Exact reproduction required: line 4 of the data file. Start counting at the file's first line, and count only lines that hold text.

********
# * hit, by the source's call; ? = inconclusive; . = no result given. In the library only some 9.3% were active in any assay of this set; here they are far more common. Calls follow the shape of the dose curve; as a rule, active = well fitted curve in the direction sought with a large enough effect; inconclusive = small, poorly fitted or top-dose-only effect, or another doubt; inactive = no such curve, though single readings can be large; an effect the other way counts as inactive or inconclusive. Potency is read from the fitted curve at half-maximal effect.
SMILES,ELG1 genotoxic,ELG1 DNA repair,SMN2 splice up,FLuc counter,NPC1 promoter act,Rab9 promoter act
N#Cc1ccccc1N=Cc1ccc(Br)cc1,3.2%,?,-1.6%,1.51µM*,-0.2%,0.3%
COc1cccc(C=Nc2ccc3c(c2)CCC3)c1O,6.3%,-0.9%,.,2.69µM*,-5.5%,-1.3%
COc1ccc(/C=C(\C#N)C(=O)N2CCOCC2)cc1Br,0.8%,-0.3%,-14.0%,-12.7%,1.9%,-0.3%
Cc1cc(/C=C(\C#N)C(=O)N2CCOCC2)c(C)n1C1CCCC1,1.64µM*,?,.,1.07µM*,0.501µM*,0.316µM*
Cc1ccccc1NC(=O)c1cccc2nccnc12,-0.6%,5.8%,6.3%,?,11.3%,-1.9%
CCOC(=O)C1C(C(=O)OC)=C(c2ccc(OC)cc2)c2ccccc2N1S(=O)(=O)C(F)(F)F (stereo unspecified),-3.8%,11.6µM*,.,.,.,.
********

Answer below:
COc1cccc(C=Nc2ccc3c(c2)CCC3)c1O,6.3%,-0.9%,.,2.69µM*,-5.5%,-1.3%